Philip Stott is a junior barrister specialising in crime and practising mainly in London and the South-East. He is Co-Chair of the Bar Council's Legal Services Committee. Philip writes about his experience working as a barrister in the crumbling criminal court estate in London and makes a plea for sustained investment to avoid the need for even greater expenditure in the future.


A minor anecdote: The metal number ‘2’ in ‘12’ above the doorway to Court 12 at Southwark Crown Court fell off a decade ago. It was replaced at that point by an enterprising member of staff with silver coloured duct tape. Years ago, the taped number ‘2’ itself also then fell off. It has never been replaced.

A more serious anecdote: A barrister friend of mine who uses a wheelchair had to stop sitting as a Recorder because the provision of accessible judicial facilities in London was such that there was only one Crown Court centre they could sit at, and the sole judicial lift there broke down so often.

Last year, I defended in a trial at Inner London Sessions. That court building, in a microcosm, shows the history and the challenges of providing a court estate that works. The oldest current part of the court is the grand front part, built in the 1920s. It looks great - it has a large airy entrance hall, and wood panelled corridors and rooms. There are two courts in the old part, numbers 1 and 2, done in the classic Victorian/Edwardian style – all double-height ceilings, ornate carvings, wooden benches, and all on multiple layers with little steps everywhere. It is, of course, almost totally inaccessible to anyone with mobility issues. It is too hot in summer and too cold in winter. Due to the ceilings, the acoustics are terrible, particularly for defendants due to the modern introduction of a high-sided secure dock.

There is a 1950s extension at the back - Courts 3 and 4. Again high-ceilinged and bedecked in wood, but straight lines and no ornamentation. The spaces between the benches are a little wider, but it is all still on multiple levels. Again, glass panelling makes hearing in the dock difficult, and the heating is wildly variable.

Then there is a truly dreadful two-storey 1970s extension to the side – Courts 5-10 – nicknamed ‘the chocolate box’ because its exterior is clad in brown tinted glass, reminiscent of the cellophane on confectionary from times past. Each court room is on one level, so at least they are more usable, but the ceilings are low, and the walls are made of bare whitewashed breezeblocks, thereby giving the impression of conducting a trial in a cold-storage locker. They are perhaps the ugliest court rooms in England. This aesthetic difference vividly shows how the courts moved from being expressions of municipal pride to warehouses for the provision of minimally acceptable services.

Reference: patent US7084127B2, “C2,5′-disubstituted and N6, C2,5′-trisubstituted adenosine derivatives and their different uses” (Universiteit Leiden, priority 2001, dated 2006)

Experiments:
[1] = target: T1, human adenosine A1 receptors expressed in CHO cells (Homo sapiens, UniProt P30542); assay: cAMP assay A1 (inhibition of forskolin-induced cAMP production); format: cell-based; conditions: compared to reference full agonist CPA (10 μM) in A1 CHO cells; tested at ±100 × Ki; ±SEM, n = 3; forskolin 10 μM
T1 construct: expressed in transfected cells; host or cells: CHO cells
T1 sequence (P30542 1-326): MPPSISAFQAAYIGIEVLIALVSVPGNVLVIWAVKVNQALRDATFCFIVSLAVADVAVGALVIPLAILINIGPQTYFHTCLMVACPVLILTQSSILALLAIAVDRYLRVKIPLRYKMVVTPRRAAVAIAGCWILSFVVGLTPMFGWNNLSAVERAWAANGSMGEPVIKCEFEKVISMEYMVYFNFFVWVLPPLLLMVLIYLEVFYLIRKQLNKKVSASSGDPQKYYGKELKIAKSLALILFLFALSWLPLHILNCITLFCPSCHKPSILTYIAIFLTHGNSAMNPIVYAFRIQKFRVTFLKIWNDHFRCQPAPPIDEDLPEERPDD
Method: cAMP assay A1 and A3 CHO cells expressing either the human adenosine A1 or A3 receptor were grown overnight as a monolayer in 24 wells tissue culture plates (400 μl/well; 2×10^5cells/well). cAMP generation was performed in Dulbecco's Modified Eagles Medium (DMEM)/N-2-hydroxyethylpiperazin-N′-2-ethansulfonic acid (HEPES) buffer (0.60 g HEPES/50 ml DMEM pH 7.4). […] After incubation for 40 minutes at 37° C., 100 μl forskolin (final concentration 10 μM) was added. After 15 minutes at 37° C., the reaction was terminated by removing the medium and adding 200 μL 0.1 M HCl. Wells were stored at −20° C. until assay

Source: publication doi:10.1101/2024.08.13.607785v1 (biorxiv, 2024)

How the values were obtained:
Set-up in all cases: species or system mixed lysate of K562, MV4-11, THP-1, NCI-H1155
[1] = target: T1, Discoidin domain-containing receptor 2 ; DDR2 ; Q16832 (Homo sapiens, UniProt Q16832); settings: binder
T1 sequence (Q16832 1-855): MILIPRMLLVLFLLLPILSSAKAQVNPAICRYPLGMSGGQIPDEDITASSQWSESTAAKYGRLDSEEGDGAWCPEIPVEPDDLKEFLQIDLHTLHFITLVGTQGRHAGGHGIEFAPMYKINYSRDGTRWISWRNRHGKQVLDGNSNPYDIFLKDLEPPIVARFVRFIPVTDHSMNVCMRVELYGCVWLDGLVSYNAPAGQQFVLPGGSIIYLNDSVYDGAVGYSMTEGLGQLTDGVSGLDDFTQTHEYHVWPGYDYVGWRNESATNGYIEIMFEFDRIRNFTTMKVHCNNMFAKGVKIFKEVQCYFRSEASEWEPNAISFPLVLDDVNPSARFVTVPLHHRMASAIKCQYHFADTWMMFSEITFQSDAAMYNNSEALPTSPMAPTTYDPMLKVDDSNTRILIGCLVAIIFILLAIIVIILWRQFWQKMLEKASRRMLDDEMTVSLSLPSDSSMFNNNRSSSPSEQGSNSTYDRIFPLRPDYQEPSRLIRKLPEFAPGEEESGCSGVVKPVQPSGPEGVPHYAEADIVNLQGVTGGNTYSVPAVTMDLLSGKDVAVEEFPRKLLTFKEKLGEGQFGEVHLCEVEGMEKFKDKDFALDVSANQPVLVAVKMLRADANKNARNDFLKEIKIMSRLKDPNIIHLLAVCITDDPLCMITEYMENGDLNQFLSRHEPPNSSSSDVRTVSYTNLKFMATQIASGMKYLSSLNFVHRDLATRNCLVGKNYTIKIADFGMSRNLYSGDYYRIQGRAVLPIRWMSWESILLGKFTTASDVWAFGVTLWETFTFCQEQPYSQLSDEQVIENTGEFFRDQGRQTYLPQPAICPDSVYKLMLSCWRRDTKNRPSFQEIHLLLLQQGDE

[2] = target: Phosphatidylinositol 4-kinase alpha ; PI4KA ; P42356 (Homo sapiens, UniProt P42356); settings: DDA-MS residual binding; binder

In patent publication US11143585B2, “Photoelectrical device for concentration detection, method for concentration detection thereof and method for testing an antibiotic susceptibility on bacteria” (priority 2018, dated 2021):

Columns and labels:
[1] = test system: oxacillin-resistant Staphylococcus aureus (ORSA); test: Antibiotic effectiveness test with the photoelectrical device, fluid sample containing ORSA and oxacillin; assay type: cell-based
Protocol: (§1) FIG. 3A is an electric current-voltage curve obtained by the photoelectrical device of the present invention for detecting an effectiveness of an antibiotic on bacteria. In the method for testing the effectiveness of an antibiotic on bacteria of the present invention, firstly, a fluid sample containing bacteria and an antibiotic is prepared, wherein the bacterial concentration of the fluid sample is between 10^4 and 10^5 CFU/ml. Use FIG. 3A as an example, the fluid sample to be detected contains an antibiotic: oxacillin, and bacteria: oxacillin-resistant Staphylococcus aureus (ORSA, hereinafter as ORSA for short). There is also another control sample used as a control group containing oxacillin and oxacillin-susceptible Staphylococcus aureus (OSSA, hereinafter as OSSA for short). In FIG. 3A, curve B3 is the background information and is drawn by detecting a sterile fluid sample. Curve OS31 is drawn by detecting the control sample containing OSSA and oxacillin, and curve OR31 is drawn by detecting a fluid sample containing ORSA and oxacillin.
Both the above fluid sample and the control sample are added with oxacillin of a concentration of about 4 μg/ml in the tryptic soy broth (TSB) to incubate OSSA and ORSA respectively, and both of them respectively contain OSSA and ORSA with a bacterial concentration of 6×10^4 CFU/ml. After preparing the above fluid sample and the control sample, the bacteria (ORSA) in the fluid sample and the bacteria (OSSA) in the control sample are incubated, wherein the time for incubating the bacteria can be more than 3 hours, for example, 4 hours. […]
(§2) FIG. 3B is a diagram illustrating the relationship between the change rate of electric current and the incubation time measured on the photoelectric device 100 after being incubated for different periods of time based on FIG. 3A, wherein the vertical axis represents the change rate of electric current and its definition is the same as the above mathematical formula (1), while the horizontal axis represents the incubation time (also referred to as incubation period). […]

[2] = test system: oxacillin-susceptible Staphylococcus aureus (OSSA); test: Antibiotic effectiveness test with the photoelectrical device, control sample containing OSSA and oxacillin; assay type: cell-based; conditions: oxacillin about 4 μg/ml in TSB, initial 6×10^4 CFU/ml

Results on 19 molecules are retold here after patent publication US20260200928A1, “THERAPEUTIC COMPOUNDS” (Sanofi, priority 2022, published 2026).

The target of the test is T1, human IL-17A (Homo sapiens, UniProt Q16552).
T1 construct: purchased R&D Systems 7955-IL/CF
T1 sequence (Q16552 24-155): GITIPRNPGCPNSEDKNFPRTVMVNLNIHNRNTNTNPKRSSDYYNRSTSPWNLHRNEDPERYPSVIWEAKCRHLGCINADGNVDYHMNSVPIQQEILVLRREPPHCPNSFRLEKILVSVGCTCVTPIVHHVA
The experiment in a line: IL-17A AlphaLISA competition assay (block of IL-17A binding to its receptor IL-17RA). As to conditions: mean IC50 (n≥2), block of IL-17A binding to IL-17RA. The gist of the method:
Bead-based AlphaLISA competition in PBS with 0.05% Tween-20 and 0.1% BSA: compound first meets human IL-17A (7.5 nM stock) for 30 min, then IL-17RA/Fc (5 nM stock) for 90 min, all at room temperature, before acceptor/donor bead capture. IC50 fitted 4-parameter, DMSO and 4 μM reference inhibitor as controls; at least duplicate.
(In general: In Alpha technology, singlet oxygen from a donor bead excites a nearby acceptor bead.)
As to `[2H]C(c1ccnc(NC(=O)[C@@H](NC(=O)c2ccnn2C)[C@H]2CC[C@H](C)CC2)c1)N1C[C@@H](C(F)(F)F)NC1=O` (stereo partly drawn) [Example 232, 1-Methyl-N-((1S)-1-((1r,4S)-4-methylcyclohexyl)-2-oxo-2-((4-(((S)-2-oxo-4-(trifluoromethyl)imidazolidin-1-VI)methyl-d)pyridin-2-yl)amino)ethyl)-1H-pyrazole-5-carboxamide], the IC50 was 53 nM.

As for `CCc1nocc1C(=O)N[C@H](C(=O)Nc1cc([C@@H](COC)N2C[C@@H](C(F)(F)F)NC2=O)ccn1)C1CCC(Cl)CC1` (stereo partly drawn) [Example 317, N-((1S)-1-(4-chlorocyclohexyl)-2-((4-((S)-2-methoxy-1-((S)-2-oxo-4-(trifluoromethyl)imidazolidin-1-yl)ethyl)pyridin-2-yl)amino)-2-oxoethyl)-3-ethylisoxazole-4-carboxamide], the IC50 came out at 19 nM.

During my trial, it rained quite heavily. A leak caused flooding onto apparently exposed wiring which meant that the staff refused to escort prisoners through the tunnel connecting the cells to the 1970s extension. That resulted in all custody trials in half-a-dozen courts not sitting for half a day - during a period of unprecedented backlog. At one point, I went into the advocates’ dining room to work (not to eat, the kitchen there closed many years ago) and saw water gushing from the ceiling and a despondent member of staff arranging wheelie-bins underneath.

On any view, the building is in desperate need of something. The ‘20s and ‘50s parts of the building are, rightly, listed (the ‘chocolate box’ is overdue for total replacement in my view) but the Old Bailey shows how old buildings can, with significant investment, be sympathetically modernised. With the permanent closure of the (1990s era and wheelchair accessible) Blackfriars Crown Court, Inner London’s ten courtrooms now represent nearly a fifth of central London’s permanent criminal courts. With backlog levels as high as they are, the system simply cannot do without Inner London Sessions and the hard-working, dedicated judges and court staff who work there.

HMCTS will, perfectly properly, point to large amounts won from the Treasury for renewing the Court estate. That is to be welcomed, of course. There is, though, a mountain of work to be done, and even these millions will not be enough to make all courts fit for purpose, particularly if the overall budget is squeezed yet again.

My point is a broader one. Over decades, and particularly recently during austerity, the court estate was trimmed right to the bone. Buildings were not invested in by way of proper maintenance or refurbishment, or they were simply disposed of. It is relatively easy and quick to get rid of a courthouse on the grounds it is temporarily underused (Blackfriars) or too expensive to make fit for modern life compared to its underlying real estate value (Bow Street, Tower Bridge etc).

Just like prisons, it takes an enormously long time, and a great deal of money, to either properly refurbish an old court, or to create a new court (see the much-vaunted new complex at Fleet Street which has been in the works for seven years and is still not yet open).

Whoever has control of the Ministry of Justice after the next election must never allow the situation to develop where short-term budgetary cuts are again allowed to prejudice the long-term future of our court estate. Otherwise, the costs that will have to be borne by the next generation will simply be all the higher.